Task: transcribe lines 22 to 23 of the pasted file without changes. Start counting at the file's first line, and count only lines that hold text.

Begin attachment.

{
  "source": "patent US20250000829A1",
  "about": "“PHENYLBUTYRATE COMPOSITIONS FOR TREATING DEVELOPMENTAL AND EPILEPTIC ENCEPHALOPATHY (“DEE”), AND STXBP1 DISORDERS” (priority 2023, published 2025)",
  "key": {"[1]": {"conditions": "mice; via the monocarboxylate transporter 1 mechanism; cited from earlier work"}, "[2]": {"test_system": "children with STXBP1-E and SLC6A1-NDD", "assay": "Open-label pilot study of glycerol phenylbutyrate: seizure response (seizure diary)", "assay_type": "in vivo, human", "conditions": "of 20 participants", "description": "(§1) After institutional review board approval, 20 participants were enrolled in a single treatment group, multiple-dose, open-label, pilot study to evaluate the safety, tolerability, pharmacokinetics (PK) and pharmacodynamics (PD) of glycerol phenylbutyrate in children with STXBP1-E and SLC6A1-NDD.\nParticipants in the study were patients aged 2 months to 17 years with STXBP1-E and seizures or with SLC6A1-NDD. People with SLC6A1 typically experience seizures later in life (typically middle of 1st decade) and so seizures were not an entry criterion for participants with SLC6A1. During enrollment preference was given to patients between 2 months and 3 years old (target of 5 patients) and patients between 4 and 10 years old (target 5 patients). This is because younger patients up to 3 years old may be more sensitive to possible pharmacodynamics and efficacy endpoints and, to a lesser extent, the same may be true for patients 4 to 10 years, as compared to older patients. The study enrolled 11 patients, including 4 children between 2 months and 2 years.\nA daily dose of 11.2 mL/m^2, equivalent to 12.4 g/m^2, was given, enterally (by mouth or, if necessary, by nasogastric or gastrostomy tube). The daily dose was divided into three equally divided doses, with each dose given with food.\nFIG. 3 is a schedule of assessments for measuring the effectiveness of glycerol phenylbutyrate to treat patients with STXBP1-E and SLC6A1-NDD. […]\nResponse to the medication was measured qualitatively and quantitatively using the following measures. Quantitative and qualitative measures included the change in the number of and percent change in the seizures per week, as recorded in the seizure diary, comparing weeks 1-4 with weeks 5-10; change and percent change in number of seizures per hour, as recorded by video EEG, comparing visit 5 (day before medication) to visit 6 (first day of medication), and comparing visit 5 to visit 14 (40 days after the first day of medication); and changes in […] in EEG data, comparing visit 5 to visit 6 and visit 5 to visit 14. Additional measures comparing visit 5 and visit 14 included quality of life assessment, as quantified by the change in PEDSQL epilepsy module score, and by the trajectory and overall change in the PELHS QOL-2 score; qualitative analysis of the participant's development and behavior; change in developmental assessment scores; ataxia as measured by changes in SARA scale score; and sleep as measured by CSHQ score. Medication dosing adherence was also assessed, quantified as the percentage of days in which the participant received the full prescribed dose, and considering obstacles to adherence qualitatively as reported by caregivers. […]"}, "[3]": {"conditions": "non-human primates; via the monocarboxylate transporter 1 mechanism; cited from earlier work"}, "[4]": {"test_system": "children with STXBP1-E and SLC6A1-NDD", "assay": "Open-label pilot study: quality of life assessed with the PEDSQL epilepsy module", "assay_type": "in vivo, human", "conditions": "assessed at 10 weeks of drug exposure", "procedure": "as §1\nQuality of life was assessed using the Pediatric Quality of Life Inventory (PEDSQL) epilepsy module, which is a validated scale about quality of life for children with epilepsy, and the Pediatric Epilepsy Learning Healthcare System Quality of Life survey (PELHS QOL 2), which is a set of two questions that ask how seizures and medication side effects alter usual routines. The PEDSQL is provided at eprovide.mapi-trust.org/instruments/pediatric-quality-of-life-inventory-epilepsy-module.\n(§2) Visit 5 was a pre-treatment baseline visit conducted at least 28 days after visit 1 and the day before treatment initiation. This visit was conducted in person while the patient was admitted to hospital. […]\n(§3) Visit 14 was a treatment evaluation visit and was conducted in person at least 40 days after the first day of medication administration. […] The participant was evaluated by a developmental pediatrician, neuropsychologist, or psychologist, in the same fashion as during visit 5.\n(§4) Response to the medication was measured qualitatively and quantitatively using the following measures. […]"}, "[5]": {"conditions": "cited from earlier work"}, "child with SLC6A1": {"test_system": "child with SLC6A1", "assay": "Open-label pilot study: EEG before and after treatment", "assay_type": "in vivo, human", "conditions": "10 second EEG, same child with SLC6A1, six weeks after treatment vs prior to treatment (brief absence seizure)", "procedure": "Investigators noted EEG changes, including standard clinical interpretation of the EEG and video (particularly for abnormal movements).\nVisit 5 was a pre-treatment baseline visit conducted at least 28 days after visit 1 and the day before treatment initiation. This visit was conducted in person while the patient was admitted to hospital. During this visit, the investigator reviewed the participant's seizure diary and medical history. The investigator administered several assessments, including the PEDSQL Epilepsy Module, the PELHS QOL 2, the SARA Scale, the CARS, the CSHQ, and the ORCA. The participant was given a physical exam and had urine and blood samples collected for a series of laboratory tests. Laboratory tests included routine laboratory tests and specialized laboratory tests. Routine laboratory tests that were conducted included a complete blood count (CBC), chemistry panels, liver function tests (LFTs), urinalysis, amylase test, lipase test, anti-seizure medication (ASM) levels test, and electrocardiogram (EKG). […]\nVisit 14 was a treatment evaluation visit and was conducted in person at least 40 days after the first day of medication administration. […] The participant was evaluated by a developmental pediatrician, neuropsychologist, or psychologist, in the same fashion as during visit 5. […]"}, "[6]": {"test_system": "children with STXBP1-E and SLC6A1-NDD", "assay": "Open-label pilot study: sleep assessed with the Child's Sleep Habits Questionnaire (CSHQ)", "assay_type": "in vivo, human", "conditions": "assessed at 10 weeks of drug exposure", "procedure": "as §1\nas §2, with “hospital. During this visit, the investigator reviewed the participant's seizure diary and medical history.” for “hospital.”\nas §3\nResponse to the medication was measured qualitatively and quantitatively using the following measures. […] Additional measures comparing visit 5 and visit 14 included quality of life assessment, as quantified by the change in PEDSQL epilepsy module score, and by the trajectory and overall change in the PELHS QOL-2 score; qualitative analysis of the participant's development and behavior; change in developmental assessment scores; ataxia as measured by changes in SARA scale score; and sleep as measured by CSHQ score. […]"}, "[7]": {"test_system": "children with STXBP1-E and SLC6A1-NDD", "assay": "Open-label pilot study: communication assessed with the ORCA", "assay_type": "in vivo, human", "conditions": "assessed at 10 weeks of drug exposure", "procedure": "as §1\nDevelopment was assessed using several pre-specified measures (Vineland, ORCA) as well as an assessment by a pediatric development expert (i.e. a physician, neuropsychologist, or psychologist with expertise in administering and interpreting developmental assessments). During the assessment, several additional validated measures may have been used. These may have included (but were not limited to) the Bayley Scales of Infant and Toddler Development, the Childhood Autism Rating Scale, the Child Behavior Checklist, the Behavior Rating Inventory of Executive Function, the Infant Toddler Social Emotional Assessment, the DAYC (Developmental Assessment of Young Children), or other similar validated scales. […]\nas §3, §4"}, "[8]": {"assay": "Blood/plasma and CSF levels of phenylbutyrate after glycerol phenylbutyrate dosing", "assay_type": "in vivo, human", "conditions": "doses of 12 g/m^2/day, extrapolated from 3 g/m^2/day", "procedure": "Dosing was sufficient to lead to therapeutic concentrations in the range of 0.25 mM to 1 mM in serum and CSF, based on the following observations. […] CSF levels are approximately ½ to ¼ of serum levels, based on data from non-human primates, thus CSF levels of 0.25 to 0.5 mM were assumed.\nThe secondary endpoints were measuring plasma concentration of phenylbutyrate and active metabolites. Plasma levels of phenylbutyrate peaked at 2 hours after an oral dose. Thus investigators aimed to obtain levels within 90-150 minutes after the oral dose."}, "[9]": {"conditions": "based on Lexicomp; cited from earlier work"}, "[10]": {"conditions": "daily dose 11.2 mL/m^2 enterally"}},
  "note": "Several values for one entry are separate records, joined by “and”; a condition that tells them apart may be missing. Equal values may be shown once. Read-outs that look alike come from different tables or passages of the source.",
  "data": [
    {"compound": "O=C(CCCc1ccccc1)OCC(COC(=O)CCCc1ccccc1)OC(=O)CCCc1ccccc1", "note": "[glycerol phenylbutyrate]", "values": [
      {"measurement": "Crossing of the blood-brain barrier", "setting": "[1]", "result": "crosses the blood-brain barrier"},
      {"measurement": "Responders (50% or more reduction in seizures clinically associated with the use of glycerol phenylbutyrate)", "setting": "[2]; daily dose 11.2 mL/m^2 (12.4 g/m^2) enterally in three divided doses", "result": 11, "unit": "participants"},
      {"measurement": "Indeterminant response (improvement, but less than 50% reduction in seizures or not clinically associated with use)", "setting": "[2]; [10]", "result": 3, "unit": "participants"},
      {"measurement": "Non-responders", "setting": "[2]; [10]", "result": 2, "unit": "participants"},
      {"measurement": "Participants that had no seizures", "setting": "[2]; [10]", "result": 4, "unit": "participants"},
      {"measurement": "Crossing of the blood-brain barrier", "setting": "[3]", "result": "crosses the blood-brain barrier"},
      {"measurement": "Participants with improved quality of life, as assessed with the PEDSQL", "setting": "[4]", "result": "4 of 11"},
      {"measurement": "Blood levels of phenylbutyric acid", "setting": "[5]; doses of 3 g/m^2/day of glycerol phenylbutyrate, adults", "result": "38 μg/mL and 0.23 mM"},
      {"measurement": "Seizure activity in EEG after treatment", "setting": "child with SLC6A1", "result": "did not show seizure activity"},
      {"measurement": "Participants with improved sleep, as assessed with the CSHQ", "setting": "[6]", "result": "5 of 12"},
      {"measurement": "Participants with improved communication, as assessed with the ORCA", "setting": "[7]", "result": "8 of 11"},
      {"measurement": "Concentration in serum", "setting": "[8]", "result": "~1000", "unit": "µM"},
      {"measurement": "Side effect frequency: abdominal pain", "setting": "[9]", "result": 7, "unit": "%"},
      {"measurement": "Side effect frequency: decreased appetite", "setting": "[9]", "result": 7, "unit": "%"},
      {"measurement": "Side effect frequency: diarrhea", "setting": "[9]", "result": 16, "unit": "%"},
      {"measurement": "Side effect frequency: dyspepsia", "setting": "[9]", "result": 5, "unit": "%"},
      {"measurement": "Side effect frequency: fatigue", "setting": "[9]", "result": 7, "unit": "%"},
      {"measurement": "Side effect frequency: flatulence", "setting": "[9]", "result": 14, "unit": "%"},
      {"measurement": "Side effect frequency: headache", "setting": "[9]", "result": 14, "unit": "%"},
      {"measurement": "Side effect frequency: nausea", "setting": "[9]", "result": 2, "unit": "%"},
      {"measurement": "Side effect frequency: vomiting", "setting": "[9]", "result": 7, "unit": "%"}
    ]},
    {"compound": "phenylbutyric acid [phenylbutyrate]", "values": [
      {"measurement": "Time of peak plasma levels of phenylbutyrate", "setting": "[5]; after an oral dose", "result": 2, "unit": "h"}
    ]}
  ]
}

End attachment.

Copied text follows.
      {"measurement": "Side effect frequency: diarrhea", "setting": "[9]", "result": 16, "unit": "%"},
      {"measurement": "Side effect frequency: dyspepsia", "setting": "[9]", "result": 5, "unit": "%"},